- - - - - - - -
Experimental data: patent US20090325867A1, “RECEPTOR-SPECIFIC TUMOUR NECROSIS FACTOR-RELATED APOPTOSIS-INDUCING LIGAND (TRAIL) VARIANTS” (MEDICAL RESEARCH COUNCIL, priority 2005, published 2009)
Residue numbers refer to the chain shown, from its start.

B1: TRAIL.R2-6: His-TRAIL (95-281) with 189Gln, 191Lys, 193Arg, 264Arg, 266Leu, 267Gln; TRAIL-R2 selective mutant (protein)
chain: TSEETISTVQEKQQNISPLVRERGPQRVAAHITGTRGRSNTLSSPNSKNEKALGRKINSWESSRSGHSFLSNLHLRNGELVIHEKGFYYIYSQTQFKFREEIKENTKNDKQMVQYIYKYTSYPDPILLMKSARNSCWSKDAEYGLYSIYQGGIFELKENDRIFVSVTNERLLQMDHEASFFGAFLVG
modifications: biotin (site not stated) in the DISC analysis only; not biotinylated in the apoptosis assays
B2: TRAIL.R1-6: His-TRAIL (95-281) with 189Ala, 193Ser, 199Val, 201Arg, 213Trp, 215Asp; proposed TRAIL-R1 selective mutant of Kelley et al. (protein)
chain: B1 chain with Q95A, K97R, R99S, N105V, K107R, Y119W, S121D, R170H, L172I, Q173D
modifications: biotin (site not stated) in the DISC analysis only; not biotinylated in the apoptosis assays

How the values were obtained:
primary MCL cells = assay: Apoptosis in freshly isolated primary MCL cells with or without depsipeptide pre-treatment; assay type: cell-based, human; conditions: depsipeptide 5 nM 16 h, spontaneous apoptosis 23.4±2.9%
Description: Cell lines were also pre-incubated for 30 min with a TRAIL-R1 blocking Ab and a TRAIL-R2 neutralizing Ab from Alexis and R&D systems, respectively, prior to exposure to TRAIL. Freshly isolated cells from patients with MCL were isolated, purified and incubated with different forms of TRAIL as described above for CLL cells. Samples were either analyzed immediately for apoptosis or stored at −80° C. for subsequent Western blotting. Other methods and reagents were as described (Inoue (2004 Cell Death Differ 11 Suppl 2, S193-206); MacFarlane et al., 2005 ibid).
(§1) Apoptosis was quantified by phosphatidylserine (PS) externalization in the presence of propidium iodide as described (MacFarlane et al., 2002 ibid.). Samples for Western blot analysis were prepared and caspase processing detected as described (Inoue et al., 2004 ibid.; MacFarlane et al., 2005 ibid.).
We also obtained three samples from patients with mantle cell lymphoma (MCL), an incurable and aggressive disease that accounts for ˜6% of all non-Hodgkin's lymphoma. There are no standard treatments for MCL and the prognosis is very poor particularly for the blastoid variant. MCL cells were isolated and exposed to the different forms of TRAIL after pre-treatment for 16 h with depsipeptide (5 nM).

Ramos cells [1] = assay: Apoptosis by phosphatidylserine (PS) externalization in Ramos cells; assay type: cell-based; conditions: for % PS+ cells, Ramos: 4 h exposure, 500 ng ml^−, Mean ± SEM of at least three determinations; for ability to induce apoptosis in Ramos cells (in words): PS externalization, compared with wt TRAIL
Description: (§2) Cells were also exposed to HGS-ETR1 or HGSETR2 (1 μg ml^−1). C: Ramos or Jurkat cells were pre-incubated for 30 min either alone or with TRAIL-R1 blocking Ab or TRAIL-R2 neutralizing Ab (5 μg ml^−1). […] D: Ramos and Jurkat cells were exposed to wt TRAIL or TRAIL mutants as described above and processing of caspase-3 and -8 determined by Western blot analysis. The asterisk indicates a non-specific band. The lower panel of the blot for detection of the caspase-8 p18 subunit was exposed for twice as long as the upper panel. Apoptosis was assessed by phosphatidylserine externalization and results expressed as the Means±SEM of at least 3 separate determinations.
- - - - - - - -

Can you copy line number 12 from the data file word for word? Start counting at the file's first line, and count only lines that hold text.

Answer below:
(§1) Apoptosis was quantified by phosphatidylserine (PS) externalization in the presence of propidium iodide as described (MacFarlane et al., 2002 ibid.). Samples for Western blot analysis were prepared and caspase processing detected as described (Inoue et al., 2004 ibid.; MacFarlane et al., 2005 ibid.).